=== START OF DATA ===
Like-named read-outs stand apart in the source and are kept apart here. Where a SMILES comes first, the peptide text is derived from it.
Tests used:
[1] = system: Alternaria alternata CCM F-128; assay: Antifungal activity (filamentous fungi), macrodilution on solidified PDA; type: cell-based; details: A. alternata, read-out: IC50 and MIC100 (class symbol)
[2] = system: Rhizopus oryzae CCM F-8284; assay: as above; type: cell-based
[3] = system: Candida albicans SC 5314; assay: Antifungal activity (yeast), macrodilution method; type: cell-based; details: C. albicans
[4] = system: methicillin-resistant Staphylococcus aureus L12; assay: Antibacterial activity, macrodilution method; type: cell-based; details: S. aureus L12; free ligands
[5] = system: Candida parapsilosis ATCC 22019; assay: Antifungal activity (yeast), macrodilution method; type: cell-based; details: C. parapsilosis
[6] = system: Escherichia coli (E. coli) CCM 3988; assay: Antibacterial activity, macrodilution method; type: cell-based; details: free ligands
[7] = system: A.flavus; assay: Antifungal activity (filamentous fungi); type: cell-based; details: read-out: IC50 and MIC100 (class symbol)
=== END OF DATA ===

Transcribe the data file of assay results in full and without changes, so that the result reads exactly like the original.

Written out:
Like-named read-outs stand apart in the source and are kept apart here. Where a SMILES comes first, the peptide text is derived from it.
Tests used:
[1] = system: Alternaria alternata CCM F-128; assay: Antifungal activity (filamentous fungi), macrodilution on solidified PDA; type: cell-based; details: A. alternata, read-out: IC50 and MIC100 (class symbol)
[2] = system: Rhizopus oryzae CCM F-8284; assay: as above; type: cell-based
[3] = system: Candida albicans SC 5314; assay: Antifungal activity (yeast), macrodilution method; type: cell-based; details: C. albicans
[4] = system: methicillin-resistant Staphylococcus aureus L12; assay: Antibacterial activity, macrodilution method; type: cell-based; details: S. aureus L12; free ligands
[5] = system: Candida parapsilosis ATCC 22019; assay: Antifungal activity (yeast), macrodilution method; type: cell-based; details: C. parapsilosis
[6] = system: Escherichia coli (E. coli) CCM 3988; assay: Antibacterial activity, macrodilution method; type: cell-based; details: free ligands
[7] = system: A.flavus; assay: Antifungal activity (filamentous fungi); type: cell-based; details: read-out: IC50 and MIC100 (class symbol)